Sunday, June 28, 2015

How Does Homosexual Ruling Affect 2016 GOP Presidential Field?

More on the political fallout of the left's culture war victory.

From David Lauter and Mark Barabak, at the Los Angeles Times, "A GOP conundrum: How does a 2016 candidate play the same-sex marriage ruling?":
Within minutes of the Supreme Court's decision declaring a constitutional right for same-sex couples to marry, President Obama joined the celebration, calling one of the gay plaintiffs to congratulate him on live television, then going to the Rose Garden to hail Friday's ruling as a moment when "slow, steady effort is rewarded with justice that arrives like a thunderbolt."

Almost simultaneously, Wisconsin Gov. Scott Walker, one of the leading Republicans in the race to succeed Obama, denounced the decision as a "grave mistake" and called for a constitutional amendment to reverse it. Another GOP hopeful, Sen. Ted Cruz of Texas, said the high court had "crossed from the realm of activism into the arena of oligarchy," and called for a constitutional amendment to allow voters to remove Supreme Court justices from office.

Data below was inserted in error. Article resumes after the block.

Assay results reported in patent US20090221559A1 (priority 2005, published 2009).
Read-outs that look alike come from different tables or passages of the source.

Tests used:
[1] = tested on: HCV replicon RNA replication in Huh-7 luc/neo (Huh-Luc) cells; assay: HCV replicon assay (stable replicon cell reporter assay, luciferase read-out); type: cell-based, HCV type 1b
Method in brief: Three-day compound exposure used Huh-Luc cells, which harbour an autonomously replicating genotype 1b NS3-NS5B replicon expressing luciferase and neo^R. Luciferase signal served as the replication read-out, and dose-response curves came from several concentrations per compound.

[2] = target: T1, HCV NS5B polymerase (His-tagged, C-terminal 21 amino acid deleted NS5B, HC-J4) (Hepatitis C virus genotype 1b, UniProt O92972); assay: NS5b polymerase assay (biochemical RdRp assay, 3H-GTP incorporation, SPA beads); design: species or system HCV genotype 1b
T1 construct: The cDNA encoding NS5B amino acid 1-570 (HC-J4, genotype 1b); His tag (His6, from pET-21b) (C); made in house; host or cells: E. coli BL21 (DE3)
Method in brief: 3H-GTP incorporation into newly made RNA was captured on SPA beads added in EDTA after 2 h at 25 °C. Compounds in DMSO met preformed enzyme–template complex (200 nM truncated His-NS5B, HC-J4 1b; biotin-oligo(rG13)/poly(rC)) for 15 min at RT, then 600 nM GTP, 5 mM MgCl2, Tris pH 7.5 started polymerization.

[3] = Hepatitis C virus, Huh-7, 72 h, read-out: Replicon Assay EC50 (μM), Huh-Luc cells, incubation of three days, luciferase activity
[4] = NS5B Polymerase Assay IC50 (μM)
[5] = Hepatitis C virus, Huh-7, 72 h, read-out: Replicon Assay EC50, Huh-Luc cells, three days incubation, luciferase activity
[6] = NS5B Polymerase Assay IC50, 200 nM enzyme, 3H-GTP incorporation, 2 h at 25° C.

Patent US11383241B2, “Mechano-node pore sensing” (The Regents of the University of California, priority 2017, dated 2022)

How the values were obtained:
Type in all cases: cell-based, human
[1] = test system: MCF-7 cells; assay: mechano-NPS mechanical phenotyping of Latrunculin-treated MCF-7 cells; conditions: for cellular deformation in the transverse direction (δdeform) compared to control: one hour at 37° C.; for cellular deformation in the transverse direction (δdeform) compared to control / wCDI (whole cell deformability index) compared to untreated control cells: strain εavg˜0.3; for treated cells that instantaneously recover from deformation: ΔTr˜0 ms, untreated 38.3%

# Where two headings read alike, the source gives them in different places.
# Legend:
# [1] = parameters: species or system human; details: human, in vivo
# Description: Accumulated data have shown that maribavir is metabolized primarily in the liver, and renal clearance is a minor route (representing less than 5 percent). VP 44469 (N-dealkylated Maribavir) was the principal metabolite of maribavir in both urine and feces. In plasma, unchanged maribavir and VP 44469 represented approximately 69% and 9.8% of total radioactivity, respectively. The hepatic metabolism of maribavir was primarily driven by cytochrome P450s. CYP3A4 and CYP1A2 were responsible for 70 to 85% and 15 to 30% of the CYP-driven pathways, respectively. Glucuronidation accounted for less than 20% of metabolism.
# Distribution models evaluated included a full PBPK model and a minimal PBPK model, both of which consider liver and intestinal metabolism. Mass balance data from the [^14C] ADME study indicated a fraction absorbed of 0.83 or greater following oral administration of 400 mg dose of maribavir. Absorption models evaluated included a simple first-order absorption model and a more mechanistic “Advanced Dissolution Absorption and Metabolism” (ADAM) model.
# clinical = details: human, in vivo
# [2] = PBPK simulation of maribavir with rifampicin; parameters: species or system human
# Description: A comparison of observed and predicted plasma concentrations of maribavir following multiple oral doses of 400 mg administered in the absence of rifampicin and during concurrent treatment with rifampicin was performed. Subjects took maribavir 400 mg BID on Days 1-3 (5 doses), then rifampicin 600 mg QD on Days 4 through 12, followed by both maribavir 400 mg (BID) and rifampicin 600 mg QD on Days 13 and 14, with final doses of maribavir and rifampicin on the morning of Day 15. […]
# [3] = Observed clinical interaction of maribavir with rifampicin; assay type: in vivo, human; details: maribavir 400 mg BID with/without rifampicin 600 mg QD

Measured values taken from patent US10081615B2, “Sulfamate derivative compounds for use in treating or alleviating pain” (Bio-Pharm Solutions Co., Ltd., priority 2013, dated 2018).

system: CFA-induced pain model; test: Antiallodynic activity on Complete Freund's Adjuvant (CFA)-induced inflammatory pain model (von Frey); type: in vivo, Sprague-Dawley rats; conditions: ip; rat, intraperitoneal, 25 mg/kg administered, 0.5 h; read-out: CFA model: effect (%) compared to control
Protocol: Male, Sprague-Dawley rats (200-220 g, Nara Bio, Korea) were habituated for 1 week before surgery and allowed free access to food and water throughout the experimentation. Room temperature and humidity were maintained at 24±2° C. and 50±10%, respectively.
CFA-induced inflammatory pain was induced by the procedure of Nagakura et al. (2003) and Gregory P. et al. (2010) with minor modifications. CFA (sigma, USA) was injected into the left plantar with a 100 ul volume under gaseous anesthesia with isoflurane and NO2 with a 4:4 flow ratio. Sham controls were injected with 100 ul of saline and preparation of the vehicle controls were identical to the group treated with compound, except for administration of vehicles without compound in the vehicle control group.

By contrast, former Florida Gov. Jeb Bush, also seeking the Republican nomination, stepped softly, saying only that he thought "the Supreme Court should have allowed the states to make this decision." GOP candidate Sen. Marco Rubio of Florida said: "While I disagree with this decision, we live in a republic and must abide by the law."

The widely different approaches highlighted how gay rights — same-sex marriage, in particular — continue to divide and shape American politics.

Republicans running for president face a choice in responding to the court's ruling. They could try to use the strong emotions same-sex marriages evoke as a way to mobilize conservative voters in primaries, but potentially at the cost of undermining their campaigns in next year's general election. Or they could seize on the finality of a Supreme Court ruling as a way of avoiding an issue on which their party is out of step with the majority of voters, but at the risk of alienating conservatives who see the court decision as a violation of deeply held religious principles.

How they choose to navigate the issue will help determine whether the vast majority of the country quickly accepts the court's ruling, as happened with the decision to wipe out laws against interracial marriage nearly half a century ago, or whether it will remain divisive for years to come...

And see my earlier comments on this, from just a few minutes ago, "As Left Wins Culture Battles, Republicans Have Chance to Pivot for 2016."